6.3.22 Market Commentary
Today marks 100 days since the Russian invasion of Ukraine.
This week’s action:
Corn July down 48 @ 7.28
Corn Dec down 41 @ 6.90
Beans July down 31 @ 17.00
Beans Nov down 14 @ 15.27
KC Wheat July down 1.15 @ 11.21
Feeders Aug up 7.70 @ 173.50
Fats June up 1.20 @ 133.25
June Hogs unch @ 110.175
Dec corn Feb 1 – today: $6.77
Dec corn since Russian invasion: $6.96
Nov beans April 1 – today: $14.99
July KC wheat since Russian invasion: $11.34
**We are about 80% through a typical corn seasonal sales time frame with about 30 days remaining.
**We are about 40% through a typical bean seasonal.
The latest Planting Progress pegged corn at 86% (87% 5-year avg) and beans at 66% (67% 5-year avg) planted. Russia has asked to begin exporting grain stockpiles out of Ukraine using “humanitarian corridors” in exchange for the West dropping various economic sanctions. A meeting is to negotiate the details is scheduled for next week in Turkey, although many are skeptical an agreement can be made. This news, along with respectable planting progress and a non-threatening weather forecast, has made for an ugly week in both the corn and HRW wheat markets. December corn is about 70 cents below the May 16 high of 7.66. July KC wheat is off about $2.50 from its recent high of 13.79.
The first Crop Ratings will be released Monday. Expect high ratings.
Old crop corn basis has been quite firm lately. Old crop soybean basis is softer than mid-May in the Western belt as many processors are now bidding vs the August futures month. The grain industry is struggling with rail logistics so be weary of potential rail cancellations and elevator corn flooding local markets.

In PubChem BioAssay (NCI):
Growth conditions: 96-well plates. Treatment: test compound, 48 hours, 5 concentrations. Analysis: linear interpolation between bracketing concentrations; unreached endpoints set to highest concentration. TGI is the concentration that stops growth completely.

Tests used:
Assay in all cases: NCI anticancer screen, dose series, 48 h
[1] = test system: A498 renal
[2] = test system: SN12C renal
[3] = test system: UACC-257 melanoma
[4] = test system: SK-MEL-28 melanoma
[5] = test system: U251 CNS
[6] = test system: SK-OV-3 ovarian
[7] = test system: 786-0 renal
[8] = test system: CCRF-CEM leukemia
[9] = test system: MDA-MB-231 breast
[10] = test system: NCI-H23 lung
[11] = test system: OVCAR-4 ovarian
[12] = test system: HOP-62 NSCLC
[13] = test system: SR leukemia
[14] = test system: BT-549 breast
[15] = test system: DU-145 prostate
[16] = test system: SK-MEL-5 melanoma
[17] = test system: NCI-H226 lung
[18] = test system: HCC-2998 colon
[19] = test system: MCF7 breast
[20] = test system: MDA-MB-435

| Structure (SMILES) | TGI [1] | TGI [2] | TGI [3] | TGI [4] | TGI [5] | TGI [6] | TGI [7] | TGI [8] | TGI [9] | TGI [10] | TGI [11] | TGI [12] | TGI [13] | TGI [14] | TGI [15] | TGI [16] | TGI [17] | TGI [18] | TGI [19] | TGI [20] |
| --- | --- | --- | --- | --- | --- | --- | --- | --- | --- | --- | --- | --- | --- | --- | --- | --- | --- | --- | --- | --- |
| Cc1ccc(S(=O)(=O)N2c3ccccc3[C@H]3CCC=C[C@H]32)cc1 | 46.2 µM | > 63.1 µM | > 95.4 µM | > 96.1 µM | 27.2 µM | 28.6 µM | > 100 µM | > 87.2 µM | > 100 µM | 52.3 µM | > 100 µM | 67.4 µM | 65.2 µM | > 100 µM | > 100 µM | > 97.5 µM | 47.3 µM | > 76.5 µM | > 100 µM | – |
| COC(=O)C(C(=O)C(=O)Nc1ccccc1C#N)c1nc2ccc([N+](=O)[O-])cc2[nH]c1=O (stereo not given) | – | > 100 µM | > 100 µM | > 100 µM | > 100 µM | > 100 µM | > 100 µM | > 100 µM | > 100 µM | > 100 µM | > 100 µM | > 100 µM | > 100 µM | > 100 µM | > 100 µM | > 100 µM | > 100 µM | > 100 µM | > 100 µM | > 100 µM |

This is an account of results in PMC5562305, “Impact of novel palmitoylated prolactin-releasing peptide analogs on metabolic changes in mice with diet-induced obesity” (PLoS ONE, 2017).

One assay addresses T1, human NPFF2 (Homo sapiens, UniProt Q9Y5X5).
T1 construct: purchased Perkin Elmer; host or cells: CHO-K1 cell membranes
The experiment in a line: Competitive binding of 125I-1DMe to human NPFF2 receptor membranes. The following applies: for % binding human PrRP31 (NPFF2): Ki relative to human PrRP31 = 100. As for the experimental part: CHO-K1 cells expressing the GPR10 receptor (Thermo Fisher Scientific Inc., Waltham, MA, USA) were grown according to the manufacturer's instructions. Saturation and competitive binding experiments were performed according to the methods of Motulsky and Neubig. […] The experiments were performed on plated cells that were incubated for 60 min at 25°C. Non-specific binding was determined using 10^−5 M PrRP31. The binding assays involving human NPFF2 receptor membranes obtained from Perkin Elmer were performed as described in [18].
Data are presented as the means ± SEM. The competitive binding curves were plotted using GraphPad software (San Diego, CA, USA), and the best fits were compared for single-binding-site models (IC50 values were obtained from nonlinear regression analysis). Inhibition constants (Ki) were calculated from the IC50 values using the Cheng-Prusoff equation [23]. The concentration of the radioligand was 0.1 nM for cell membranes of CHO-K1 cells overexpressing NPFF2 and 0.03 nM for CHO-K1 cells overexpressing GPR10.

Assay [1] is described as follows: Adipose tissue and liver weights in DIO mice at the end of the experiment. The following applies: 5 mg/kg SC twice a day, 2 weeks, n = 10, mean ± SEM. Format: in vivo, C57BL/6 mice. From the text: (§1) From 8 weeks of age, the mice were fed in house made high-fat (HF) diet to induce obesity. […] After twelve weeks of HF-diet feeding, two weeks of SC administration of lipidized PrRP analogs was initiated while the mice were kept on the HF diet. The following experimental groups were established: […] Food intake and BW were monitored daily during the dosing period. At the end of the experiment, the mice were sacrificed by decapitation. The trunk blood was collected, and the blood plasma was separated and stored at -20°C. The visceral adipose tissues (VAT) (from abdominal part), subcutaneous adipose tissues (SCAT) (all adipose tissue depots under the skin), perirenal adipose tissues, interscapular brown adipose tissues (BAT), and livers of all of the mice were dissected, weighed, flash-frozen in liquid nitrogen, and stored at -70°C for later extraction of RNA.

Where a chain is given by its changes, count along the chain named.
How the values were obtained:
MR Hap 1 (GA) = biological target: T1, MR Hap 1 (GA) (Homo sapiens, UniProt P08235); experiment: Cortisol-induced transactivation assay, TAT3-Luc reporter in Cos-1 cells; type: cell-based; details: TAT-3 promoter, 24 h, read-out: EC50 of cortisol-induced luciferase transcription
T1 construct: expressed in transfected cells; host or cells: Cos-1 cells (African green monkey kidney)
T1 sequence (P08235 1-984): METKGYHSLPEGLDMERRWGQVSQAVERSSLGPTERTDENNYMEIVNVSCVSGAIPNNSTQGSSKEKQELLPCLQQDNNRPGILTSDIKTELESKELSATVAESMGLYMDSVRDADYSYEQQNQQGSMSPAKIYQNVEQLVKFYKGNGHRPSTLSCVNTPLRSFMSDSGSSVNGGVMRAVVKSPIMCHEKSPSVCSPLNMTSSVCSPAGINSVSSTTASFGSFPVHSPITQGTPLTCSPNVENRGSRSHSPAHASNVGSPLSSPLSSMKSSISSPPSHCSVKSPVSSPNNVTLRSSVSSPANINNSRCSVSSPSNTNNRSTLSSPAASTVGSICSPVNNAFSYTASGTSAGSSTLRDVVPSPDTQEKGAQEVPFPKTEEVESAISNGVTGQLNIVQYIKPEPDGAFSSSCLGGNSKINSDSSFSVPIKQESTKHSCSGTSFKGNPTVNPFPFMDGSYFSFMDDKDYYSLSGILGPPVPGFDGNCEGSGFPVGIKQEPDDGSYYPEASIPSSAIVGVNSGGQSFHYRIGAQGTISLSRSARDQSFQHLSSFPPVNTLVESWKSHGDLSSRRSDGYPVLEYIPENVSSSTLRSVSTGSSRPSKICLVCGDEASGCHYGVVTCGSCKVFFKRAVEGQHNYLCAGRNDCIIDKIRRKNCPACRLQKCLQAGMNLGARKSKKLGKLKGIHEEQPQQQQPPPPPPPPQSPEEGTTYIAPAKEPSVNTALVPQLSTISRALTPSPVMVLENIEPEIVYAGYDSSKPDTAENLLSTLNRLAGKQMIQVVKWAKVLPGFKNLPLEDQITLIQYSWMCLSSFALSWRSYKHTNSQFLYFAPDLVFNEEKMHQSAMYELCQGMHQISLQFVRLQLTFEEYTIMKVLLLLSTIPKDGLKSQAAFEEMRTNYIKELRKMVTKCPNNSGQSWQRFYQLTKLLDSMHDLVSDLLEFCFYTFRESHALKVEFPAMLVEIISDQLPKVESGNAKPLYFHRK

The 10-day forecast remains non-threatening with temperatures expected to remain in the 70s/80s and the decent rain coverage in the coming days.
New Orleans urea prices have dropped substantially from the March high of $935/ton. It traded as low at $475/ton this week, which we haven’t seen since last August. Lumber has also been getting hammered (pun intended) recently, which is attributed to a housing/apartment slow down as higher interest rates are hitting the market. It is currently trading around $600/contract compared to its early March high of over $1,200/contract. The national average gas price is $4.76, which is the highest on record and 50 cents higher than a month ago. (Nebraska at $4.47) The July crude contract hit $119/barrel to start the week, which is its contract high. Natural gas is about $1 off its recent highs but still more than double January prices.
Something that Probably Means Nothing:
Our last “wet” year was 2019.
On May 19 that year, Dec corn was trading around $3.75. It rallied to $4.69 on June 18 (+25% move) before falling to harvest lows of $3.54 on September 9 (-25% move).
December 2022 corn was trading $5.86 the day of the Russian invasion. It rallied to its high of $7.66 on May 17 (+30%).
IF we have a repeat of 2019 matching percentage moves, a 30% drop from $7.66 would peg December futures around $5.35.
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Testimonials are representative of all reasonably comparable accounts and are not indicative of future performance or success.
Matthew is a corn and soybean farmer from Aurora, Nebraska. Check out his video to learn more about his relationship with Tredas!
Nate started out with just a few acres of ground and has worked to build his farm for decades. For him, the growth was easy, but the marketing? Not so much. Nate loves the options his Tredas Consultant, Zane Abner provides.
Gary farms corn and soybeans when he’s not feeding cattle near Bertrand, NE. He goes into detail about what sets Tredas apart from other companies.
Rob has a long history of working with corn, soybeans & cattle. He loves the hands-off approach of partnering with Tredas and how the Team keeps him motivated to keep making sales.